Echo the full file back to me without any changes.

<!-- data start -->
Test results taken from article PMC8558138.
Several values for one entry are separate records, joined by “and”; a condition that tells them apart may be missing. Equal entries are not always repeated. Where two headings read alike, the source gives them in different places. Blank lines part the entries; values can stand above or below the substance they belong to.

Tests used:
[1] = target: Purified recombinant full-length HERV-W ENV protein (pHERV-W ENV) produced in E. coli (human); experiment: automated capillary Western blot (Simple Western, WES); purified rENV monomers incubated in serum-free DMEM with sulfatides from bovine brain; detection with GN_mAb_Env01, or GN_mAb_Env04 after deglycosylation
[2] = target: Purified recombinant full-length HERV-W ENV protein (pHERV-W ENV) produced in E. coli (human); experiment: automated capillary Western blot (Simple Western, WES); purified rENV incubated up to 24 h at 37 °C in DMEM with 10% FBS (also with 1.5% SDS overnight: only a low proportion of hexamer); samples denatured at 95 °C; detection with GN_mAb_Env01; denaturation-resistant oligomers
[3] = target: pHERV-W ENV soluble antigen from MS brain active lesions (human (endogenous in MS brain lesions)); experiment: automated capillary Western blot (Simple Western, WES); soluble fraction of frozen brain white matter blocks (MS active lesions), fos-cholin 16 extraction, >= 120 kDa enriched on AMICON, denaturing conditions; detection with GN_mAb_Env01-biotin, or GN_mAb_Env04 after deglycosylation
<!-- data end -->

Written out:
Test results taken from article PMC8558138.
Several values for one entry are separate records, joined by “and”; a condition that tells them apart may be missing. Equal entries are not always repeated. Where two headings read alike, the source gives them in different places. Blank lines part the entries; values can stand above or below the substance they belong to.

Tests used:
[1] = target: Purified recombinant full-length HERV-W ENV protein (pHERV-W ENV) produced in E. coli (human); experiment: automated capillary Western blot (Simple Western, WES); purified rENV monomers incubated in serum-free DMEM with sulfatides from bovine brain; detection with GN_mAb_Env01, or GN_mAb_Env04 after deglycosylation
[2] = target: Purified recombinant full-length HERV-W ENV protein (pHERV-W ENV) produced in E. coli (human); experiment: automated capillary Western blot (Simple Western, WES); purified rENV incubated up to 24 h at 37 °C in DMEM with 10% FBS (also with 1.5% SDS overnight: only a low proportion of hexamer); samples denatured at 95 °C; detection with GN_mAb_Env01; denaturation-resistant oligomers
[3] = target: pHERV-W ENV soluble antigen from MS brain active lesions (human (endogenous in MS brain lesions)); experiment: automated capillary Western blot (Simple Western, WES); soluble fraction of frozen brain white matter blocks (MS active lesions), fos-cholin 16 extraction, >= 120 kDa enriched on AMICON, denaturing conditions; detection with GN_mAb_Env01-biotin, or GN_mAb_Env04 after deglycosylation